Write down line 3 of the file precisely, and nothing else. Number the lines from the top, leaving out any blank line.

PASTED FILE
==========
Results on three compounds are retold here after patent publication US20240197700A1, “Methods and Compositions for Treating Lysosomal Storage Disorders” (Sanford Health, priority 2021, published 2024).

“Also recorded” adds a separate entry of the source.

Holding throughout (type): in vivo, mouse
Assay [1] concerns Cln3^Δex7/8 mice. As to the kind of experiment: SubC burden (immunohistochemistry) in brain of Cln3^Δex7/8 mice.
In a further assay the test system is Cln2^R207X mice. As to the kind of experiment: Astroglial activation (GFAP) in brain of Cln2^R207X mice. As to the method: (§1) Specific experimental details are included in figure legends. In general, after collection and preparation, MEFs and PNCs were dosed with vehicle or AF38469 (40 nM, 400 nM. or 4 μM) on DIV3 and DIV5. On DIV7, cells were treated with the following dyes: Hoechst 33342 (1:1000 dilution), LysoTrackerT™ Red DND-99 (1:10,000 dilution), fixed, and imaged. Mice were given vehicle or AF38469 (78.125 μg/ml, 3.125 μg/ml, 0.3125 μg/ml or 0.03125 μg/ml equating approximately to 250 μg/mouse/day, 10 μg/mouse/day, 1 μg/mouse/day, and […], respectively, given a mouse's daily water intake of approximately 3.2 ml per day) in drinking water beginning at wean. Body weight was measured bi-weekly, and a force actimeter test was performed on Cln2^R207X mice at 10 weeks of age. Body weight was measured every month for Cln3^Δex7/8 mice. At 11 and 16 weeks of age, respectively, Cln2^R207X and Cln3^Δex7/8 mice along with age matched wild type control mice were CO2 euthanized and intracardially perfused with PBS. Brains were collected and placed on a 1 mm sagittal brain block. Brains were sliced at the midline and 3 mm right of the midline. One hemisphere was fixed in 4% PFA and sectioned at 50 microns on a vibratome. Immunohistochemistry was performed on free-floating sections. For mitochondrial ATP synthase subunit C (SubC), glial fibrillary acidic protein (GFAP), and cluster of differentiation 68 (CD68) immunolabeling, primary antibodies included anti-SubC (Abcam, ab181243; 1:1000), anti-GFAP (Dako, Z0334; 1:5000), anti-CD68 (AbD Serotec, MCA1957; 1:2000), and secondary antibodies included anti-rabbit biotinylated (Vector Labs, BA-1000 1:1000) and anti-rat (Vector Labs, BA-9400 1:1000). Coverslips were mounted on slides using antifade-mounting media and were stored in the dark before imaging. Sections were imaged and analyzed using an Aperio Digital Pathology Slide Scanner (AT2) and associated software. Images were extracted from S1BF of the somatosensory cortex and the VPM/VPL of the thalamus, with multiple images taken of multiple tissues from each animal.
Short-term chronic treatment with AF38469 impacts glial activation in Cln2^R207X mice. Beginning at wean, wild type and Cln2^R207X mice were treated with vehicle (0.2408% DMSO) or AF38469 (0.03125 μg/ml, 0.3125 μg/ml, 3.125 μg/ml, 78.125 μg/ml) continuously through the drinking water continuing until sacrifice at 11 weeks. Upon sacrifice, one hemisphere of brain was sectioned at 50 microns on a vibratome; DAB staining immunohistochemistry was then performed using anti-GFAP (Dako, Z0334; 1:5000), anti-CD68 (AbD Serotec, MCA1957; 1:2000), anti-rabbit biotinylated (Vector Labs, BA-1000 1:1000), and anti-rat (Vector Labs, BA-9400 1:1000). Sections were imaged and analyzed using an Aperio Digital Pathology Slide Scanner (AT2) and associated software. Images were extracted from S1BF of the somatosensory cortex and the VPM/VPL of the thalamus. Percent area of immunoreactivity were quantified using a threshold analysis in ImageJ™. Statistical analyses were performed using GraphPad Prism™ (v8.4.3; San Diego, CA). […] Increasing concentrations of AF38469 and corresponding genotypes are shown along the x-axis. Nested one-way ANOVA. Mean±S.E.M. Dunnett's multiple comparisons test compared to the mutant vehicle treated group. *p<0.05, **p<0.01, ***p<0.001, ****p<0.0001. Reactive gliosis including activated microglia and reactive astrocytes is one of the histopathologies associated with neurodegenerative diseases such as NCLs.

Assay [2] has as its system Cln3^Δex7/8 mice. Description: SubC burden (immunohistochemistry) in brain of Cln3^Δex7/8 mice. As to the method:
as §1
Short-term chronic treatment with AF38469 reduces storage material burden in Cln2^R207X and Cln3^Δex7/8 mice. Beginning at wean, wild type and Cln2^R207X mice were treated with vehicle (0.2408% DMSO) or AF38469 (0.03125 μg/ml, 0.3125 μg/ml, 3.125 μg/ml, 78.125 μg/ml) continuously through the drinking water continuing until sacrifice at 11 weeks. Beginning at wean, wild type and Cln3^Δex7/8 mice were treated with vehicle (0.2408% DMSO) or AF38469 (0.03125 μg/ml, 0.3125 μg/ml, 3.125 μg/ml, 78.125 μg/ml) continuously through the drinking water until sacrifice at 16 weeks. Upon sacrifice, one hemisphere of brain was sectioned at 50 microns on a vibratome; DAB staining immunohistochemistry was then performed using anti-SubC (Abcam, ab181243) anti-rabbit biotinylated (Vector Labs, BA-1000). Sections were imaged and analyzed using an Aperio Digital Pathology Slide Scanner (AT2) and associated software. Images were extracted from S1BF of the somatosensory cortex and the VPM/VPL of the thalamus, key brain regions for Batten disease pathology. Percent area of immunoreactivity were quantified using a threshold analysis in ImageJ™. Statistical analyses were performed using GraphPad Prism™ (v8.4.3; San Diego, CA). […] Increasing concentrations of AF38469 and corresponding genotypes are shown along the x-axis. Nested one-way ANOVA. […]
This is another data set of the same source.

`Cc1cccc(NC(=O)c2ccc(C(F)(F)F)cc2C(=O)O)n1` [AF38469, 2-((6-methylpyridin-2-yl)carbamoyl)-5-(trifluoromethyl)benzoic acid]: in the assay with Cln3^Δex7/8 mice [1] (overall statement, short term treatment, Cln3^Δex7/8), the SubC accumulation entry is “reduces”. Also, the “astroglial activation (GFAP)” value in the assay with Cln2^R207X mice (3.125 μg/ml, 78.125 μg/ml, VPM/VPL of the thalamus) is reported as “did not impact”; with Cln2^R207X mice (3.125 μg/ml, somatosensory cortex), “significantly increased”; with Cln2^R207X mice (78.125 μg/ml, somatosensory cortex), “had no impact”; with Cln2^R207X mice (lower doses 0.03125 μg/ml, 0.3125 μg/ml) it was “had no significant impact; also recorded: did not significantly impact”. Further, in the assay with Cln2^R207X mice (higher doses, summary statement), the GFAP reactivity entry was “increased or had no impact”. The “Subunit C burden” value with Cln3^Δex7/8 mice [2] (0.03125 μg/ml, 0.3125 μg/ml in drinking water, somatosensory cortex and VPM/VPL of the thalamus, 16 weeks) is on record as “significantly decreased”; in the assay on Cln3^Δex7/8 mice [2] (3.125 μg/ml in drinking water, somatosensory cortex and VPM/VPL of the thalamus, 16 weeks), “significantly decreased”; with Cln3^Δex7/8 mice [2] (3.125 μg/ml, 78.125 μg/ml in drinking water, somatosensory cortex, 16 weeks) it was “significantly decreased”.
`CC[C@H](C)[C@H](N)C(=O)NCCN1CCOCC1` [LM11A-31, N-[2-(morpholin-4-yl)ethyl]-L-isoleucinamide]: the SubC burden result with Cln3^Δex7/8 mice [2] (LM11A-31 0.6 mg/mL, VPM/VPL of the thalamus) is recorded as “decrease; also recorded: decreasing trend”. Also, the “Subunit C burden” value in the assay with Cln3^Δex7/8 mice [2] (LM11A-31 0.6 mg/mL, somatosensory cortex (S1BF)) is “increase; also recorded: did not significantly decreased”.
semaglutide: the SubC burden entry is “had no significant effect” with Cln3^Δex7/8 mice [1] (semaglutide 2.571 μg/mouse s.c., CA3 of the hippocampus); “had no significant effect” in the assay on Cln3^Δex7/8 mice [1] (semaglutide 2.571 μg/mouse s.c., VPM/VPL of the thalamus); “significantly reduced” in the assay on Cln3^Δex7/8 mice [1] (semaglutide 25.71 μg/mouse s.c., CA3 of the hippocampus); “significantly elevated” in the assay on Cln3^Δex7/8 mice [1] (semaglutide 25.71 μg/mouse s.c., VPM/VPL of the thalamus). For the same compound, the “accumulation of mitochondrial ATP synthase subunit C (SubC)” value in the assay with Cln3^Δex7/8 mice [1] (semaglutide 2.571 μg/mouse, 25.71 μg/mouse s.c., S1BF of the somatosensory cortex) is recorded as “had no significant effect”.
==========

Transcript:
Holding throughout (type): in vivo, mouse